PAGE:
I believe that all technologists should have a basic understanding of strategic marketing, no matter what their role. One of the complaints we are hearing about CTOs is that they are great at the technology part, but don’t take time to consider the needs of the business or what the customer is demanding. So, it’s not the technology part that’s tough for them – it’s listening to and translating the customer requirements to derive the technology solution – not the other way around.
When you become a solution looking for a problem – that’s when you become irrelevant to the C suite. And unfortunately, I’ve seen it happen all too often, and I’ve seen the C Suite “tune out” – and in the process, cause irreparable damage to good people’s careers – because the technologists failed to understand how to respond to sales and operations departments requirements, and because they were unable to articulate their value proposition to senior leadership.
My parents immigrated here to the United States in the 1960s, and they taught me that education above all was the key to success. If we worked hard, we would be able to achieve all our professional goals. Yes, they were right. I studied hard, I got into the “right” schools, I got into the “top” consulting firms, and I worked like crazy without coming up for air. And while I received some recognition, what I also experienced was stagnation, while those around me, who were less technically qualified, were promoted before me. And to be honest, that really bothered me and seemed unfair.
It took me a while to figure out the importance of relationships and executive sponsorship to achieve professional and personal goals. I’m not blaming my parents at all, because they did the best they could raising me with the resources they had. I’m also not minimizing the very important role of education and technical prowess. But I think we enter the world thinking that it’s a level playing field, and the truth is that it’s not. Promotion decisions and resources are allocated by human beings, who by nature are emotional and inherently biased.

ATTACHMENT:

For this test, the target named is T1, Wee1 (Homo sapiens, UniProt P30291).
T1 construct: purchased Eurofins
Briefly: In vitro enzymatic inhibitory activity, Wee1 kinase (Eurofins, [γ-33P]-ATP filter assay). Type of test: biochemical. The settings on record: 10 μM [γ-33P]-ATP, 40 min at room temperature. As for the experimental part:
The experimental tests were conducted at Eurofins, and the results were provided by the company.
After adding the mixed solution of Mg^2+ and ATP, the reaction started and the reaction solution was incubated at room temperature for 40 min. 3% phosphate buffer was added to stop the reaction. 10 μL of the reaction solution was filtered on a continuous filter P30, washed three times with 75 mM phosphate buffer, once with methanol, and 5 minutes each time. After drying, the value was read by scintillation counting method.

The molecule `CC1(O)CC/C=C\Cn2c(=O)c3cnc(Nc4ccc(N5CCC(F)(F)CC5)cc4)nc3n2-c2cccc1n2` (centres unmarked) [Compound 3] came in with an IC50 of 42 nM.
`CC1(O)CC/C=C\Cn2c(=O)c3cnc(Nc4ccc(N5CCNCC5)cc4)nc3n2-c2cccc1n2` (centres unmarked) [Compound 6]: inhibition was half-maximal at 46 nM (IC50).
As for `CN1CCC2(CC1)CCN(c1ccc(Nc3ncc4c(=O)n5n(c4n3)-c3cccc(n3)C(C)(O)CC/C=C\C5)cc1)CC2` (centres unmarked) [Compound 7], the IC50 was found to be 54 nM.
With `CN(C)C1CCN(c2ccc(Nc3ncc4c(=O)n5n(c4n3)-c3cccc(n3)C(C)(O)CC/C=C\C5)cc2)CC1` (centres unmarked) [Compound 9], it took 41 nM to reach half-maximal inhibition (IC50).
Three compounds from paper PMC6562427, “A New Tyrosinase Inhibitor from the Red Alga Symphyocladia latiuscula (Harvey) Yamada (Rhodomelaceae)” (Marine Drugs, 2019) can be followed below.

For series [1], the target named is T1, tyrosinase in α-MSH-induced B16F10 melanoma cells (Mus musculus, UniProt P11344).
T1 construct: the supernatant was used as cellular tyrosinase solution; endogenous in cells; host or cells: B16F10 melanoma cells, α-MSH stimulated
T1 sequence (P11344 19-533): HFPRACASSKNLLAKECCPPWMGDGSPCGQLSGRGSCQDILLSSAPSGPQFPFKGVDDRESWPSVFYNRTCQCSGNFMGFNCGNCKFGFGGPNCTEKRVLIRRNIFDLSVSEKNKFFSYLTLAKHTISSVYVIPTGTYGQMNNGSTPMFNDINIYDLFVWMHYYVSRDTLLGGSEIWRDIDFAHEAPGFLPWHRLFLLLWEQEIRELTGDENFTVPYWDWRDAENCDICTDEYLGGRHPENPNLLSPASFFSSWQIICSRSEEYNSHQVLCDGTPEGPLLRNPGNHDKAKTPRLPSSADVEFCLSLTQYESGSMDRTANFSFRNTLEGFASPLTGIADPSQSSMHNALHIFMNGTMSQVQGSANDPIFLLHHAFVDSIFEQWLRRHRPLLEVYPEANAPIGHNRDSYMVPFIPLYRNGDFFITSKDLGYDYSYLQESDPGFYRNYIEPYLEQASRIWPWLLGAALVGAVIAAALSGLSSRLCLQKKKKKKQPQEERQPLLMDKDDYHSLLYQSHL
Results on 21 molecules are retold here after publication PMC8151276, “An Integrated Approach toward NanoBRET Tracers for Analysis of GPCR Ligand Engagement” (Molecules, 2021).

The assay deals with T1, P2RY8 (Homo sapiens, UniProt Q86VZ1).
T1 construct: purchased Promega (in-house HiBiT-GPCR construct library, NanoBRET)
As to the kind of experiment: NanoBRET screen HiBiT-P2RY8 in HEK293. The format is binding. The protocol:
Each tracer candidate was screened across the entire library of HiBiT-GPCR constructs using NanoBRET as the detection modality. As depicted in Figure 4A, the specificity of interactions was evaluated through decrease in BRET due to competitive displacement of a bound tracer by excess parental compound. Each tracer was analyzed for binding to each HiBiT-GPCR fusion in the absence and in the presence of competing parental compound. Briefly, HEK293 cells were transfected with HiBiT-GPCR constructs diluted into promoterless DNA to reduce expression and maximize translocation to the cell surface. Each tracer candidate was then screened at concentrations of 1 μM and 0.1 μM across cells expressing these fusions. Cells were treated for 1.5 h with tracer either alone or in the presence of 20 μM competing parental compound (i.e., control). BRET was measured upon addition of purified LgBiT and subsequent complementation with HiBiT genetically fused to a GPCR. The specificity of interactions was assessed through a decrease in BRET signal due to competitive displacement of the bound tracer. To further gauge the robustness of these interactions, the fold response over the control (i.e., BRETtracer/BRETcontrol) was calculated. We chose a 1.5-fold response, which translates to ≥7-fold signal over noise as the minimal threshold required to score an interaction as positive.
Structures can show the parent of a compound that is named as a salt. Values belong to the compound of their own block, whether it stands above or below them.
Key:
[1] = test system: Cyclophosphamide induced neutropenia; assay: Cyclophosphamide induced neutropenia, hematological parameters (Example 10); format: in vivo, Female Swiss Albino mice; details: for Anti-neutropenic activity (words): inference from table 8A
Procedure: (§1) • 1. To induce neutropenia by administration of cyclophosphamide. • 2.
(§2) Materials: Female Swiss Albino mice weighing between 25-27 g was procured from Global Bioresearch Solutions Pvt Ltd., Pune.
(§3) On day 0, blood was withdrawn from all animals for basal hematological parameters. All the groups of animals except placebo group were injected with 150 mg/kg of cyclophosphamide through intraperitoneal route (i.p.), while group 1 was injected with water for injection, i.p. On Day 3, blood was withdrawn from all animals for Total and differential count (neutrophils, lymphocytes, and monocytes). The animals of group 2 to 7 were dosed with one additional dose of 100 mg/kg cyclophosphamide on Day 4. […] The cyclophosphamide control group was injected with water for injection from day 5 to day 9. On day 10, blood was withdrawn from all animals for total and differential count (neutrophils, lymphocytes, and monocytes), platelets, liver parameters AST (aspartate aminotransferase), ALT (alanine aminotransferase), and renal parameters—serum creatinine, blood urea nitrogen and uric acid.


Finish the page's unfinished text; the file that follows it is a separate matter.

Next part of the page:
So, what’s my point? While competence is obviously important in business, it’s the use of strategic marketing and communication techniques, which will allow you to achieve your full potential.
Although I wish that life was fair and resources were allocated fairly in business, the truth is that sometimes it’s not what you know, it’s who you know. Resources, both time and money, are limited. Using appropriate marketing techniques can allow you to get the resources that you need and deserve. Always remember that decision makers are humans and can be influenced accordingly.
Strategic Marketing Use Cases
So when would the use of marketing techniques be appropriate? Well, you may want to run your own technology start-up company someday. You will need marketing skills to brand and position your company’s product or service, to achieve financial success.
Or, suppose you get promoted and asked to run an entire business unit by your boss. You will need to market your department and develop alliances to make sure your business unit is receiving its adequate share of limited company resources. You may also need to advocate for your team to receive long overdue raises and promotions, or receive additional time and attention from key executives.
Or, perhaps you want to receive executive buy-in to offer or develop a new technology product or service, which would require your company to make a substantial investment. You will need to adequately communicate – in other words, market – your business case to key stakeholders.
Or, you could develop a new technology product and need to consider branding and positioning in addition to the user experience. Your technology might be awesome, but your product can’t be successful without the use of proper marketing techniques.
Before you can begin working on your marketing campaign, you will need to determine your strategic posture. You can do this by doing the classic SWOT analysis. SWOT stands for: Strengths, Weaknesses, Opportunities and Threats. If you sell multiple products or services, you will need to conduct this analysis for each of your products or services individually.
When examining your product or service, ask yourself:
What are the strengths or discriminators about my service? What do we offer that no one else can offer? Do you compete on price (i.e. do you have the lowest price)? Do you compete on value (i.e. you are not the cheapest, but you offer an exceptional return policy or superior customer service?
What are my weaknesses? Look all through the value chain, including both suppliers and distributors. Could you tighten up either time or market or reduce the cost to market? Is your product expensive? Does it have a high patch rate? You can get feedback using customer surveys or other methods.
What are the opportunities? This is another way or saying, examine the customer requirements. Look at your competitive landscape. Is it commoditized? Is it nascent? Are you a first mover? Do you have something unique or offer a combination of factors in your service that meet multiple needs?